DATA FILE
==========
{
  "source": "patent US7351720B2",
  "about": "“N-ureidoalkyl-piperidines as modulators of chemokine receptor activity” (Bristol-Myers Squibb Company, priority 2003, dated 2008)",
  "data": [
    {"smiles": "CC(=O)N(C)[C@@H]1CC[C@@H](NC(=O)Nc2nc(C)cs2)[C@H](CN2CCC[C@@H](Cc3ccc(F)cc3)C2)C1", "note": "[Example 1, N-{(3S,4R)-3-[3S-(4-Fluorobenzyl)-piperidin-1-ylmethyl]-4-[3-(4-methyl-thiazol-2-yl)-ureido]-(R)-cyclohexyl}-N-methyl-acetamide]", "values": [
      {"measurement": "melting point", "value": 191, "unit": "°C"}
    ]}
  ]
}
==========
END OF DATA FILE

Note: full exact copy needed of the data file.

{
  "source": "patent US7351720B2",
  "about": "“N-ureidoalkyl-piperidines as modulators of chemokine receptor activity” (Bristol-Myers Squibb Company, priority 2003, dated 2008)",
  "data": [
    {"smiles": "CC(=O)N(C)[C@@H]1CC[C@@H](NC(=O)Nc2nc(C)cs2)[C@H](CN2CCC[C@@H](Cc3ccc(F)cc3)C2)C1", "note": "[Example 1, N-{(3S,4R)-3-[3S-(4-Fluorobenzyl)-piperidin-1-ylmethyl]-4-[3-(4-methyl-thiazol-2-yl)-ureido]-(R)-cyclohexyl}-N-methyl-acetamide]", "values": [
      {"measurement": "melting point", "value": 191, "unit": "°C"}
    ]}
  ]
}